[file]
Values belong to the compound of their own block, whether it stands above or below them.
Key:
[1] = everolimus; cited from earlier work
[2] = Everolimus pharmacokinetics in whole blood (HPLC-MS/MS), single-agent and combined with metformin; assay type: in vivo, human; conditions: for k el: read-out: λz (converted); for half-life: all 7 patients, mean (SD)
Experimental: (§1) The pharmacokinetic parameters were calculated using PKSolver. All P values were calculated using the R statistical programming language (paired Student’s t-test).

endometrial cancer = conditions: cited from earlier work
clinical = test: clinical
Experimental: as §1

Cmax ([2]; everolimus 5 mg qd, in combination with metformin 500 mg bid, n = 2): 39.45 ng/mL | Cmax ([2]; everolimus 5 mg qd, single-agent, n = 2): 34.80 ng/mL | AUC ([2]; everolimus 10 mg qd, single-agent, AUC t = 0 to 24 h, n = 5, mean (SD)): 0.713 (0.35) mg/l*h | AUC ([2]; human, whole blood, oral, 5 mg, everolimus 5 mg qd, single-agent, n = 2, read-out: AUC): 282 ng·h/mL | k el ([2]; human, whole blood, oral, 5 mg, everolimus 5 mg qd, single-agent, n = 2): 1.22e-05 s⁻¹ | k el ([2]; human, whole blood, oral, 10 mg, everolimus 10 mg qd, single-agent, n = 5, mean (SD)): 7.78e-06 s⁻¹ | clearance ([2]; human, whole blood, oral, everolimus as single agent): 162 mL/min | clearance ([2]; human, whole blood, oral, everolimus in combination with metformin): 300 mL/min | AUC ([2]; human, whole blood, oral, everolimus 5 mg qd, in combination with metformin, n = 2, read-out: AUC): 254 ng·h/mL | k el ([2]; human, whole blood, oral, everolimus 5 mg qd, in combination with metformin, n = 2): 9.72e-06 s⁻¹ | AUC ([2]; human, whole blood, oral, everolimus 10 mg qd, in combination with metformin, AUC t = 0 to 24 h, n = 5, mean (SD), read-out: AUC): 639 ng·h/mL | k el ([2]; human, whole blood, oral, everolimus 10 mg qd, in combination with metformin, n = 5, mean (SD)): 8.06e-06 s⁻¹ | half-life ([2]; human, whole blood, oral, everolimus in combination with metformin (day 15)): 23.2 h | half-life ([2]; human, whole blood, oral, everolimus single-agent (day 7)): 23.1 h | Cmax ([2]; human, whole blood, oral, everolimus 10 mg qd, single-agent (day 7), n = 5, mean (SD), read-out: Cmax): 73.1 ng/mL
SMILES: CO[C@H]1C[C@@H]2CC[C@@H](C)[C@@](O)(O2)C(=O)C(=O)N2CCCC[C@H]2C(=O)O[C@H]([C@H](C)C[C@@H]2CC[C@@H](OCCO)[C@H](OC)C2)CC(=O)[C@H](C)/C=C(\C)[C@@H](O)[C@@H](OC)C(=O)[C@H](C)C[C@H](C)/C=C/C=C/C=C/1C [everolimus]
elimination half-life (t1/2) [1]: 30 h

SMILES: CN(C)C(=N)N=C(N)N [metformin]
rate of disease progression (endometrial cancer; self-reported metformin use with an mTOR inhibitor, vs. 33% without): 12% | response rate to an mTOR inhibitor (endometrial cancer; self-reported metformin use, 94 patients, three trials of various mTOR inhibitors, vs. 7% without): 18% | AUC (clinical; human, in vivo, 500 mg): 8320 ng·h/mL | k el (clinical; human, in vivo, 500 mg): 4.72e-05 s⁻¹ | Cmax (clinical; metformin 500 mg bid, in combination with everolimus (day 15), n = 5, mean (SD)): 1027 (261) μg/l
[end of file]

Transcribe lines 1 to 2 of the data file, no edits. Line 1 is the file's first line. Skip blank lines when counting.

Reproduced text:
Values belong to the compound of their own block, whether it stands above or below them.
Key: